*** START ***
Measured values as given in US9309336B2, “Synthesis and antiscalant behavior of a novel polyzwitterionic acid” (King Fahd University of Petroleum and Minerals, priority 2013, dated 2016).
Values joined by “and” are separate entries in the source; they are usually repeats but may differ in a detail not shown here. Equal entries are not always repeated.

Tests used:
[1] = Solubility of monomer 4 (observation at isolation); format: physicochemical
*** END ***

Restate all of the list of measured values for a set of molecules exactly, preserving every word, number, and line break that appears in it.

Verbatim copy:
Measured values as given in US9309336B2, “Synthesis and antiscalant behavior of a novel polyzwitterionic acid” (King Fahd University of Petroleum and Minerals, priority 2013, dated 2016).
Values joined by “and” are separate entries in the source; they are usually repeats but may differ in a detail not shown here. Equal entries are not always repeated.

Tests used:
[1] = Solubility of monomer 4 (observation at isolation); format: physicochemical